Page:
Reduced bone mineral density is associated with the use of certain key antiretroviral drugs [35,36]. Other studies have shown that, even when controlling for ART regimen, HIV-infected patients seem to have a higher rate of osteoporosis when compared with a similar HIV-uninfected population, implying that the disease itself may have some effect on bone mineral density [37,38]. These factors are of particular concern considering that loss of bone mineral density, one of the most important risk factors for fracture, is a general feature of aging .
Much of our understanding on the aging processes accelerated by HIV came from USA and Europe. Even in these settings, however, there is great uncertainty about their prevalence and burden. In Africa, where even less is known about non-AIDS events and conditions, the progression of HIV/AIDS and associated morbidities urgently needs better characterization.
Potential intervention points
HIV in older Africans has been under-recognized to date. Most treatment, prevention, and care programs target young adults and children, and older individuals may be left out because the disease burden may not be recognized, because policy and program specifications may not favor the enrollment and retention of older individuals, because of resource constraints that direct resources toward younger age groups or those perceived to be at higher risk, or because older individuals may not demand HIV prevention and treatment services.
A number of intervention points with potentially large health and welfare benefits are presently available to respond to HIV in older patients. First, a clear potential intervention is an expansion of ART services to identify, target, retain, and treat older individuals. Timely initiation of ART is all the more important for older patients given the reduced immune reconstitution. Past experience shows that CD4 cell count response to ART is less robust with increasing age [21,40]. For that reason, older age is a possible indication for initiation of ART at a higher CD4 threshold than recommended for younger adults, as for other groups of patients at higher risk of death . This has recently been recognized by the latest US Department of Health and Human Services guidelines, which recommend immediate initiation of ART in HIV-infected individuals aged above 50 years irrespective of CD4 cell count .
Second, if further epidemiological research suggests ongoing transmission of HIV in older ages, prevention interventions could effectively mitigate the burden of disease in this population. Evidence-based HIV prevention modalities, including male circumcision, ART in discordant or high-risk partnerships, and (potentially) pre-exposure prophylaxis, have expanded the options for HIV prevention in the past few years. All of these would be appropriate for older individuals and could have a substantial effect of the epidemic.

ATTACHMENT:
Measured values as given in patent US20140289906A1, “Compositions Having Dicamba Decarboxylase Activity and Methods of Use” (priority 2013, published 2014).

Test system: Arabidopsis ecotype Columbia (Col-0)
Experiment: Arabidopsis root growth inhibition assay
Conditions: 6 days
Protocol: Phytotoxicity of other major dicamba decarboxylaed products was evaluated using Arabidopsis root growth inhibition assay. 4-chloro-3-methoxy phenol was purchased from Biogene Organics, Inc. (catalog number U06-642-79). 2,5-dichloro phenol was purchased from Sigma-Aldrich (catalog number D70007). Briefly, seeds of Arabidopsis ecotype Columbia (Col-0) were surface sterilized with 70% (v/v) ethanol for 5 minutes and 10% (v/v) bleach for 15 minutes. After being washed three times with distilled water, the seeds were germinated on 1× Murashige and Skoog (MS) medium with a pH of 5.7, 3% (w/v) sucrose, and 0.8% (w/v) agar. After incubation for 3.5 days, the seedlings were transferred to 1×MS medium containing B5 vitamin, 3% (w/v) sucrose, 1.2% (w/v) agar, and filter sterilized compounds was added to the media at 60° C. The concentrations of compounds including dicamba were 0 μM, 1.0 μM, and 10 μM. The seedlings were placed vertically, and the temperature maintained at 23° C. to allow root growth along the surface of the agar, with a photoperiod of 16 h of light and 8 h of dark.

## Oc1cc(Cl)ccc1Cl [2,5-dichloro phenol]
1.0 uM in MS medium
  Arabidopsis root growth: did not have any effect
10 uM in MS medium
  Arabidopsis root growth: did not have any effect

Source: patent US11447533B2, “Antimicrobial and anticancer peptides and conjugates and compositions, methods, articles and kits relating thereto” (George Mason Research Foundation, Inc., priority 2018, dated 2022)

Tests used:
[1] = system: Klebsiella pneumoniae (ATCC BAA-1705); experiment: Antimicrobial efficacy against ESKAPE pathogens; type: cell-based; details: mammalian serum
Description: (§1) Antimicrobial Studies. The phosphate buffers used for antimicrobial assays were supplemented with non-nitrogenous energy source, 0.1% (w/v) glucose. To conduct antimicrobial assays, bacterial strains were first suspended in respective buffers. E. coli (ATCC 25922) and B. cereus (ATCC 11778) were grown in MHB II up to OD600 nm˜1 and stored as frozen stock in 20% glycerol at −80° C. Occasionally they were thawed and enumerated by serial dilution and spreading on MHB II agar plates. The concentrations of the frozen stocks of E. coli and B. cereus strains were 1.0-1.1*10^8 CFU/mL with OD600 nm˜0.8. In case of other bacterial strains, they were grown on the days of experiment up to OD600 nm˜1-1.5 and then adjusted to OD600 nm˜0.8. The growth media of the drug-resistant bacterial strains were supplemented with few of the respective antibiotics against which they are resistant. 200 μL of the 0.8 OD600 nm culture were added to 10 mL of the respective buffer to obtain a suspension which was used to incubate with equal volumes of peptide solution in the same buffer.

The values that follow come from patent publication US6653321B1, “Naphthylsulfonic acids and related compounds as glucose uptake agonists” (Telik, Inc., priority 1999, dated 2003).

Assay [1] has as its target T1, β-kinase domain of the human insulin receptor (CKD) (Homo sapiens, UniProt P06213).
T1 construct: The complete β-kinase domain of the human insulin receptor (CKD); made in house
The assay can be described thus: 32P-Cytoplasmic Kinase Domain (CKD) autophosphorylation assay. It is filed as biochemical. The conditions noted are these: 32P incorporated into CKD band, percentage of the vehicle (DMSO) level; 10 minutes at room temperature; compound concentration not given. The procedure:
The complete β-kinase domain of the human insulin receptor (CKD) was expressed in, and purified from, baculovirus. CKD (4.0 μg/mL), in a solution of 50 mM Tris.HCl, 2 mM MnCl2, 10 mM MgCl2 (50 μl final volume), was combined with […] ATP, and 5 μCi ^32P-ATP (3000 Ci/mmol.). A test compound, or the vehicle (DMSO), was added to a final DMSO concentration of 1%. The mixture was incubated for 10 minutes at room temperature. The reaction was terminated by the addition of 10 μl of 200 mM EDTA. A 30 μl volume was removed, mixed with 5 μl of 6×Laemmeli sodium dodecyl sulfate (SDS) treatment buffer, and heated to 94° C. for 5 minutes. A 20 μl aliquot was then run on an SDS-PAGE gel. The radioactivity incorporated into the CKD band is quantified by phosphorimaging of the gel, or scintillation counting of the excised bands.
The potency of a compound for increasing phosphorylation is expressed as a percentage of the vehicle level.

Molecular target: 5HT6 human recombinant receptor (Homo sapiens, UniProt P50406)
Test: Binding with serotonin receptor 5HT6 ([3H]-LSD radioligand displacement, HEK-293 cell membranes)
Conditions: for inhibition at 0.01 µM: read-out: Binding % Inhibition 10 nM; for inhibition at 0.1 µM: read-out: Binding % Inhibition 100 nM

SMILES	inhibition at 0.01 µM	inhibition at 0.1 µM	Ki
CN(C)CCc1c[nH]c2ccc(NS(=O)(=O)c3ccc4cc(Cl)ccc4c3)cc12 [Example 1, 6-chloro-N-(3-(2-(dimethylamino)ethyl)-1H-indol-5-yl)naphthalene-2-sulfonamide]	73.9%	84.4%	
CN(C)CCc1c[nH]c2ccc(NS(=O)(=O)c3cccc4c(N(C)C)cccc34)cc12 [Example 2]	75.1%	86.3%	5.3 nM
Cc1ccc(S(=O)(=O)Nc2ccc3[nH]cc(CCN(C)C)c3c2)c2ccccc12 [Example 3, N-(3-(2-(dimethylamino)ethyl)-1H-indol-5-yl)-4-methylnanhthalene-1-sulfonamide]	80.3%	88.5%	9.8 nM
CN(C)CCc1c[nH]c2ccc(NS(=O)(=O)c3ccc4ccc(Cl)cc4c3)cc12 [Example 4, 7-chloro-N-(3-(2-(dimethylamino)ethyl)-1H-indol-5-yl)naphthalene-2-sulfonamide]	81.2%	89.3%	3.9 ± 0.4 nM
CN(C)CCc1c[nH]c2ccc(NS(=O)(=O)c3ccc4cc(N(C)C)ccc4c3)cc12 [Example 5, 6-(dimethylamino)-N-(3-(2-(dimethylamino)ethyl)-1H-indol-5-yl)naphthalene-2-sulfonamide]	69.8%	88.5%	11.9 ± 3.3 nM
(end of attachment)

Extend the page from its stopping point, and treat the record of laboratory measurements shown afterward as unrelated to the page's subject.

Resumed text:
Third, novel technologies aimed at reducing cardiac and cancer comorbidities among the elderly in other settings could be effective and cost-effective for older infected Africans. One approach that is currently being tested in both HIV and non-HIV populations is a cardiovascular polypill. The idea of a polypill to reduce cardiovascular deaths was first proposed by Yusuf  in 2002, and in a more detailed manner, by Wald and Law in 2004 . A polypill could include effective and inexpensive drugs to reduce cardiovascular and cancer risks. A polypill is being evaluated in a large randomized trial of the general population in India that includes a low-dose statin, three blood pressure drugs, and aspirin . The same type of trial has been proposed in HIV patients and recent funding is expanding the Indian trial into Africa among an HIV-infected population .
Recent evidence suggests that a polypill could have a role in reducing both cardiovascular and also cancer deaths, conditions with a unique burden among older HIV-infected individuals [47,48]. Although the role of statins, blood pressure drugs, and aspirin are well recognized in CVDs, recent evidence suggests that aspirin reduces the risk of cancer death as well. Table 1[49–52] demonstrates the individual drug effects on major non-AIDS-defining outcomes.
The health benefits of a polypill among older infected Africans can be substantial. Several important evaluations from western settings indicate high levels of non-AIDS deaths. A recent publication by the Swiss cohort provided mortality and morbidity results in aging populations . From this article, all-cause mortality for 50–64 year olds was estimated to be 9.66 [95% confidence interval (CI) 7.47–12.50] deaths per 1000 person-years. Of these, roughly 2.23 deaths per 1000 person-years were caused by non-AIDS-defining malignancies and 1.20 deaths per 1000 person-years were cardiovascular in origin.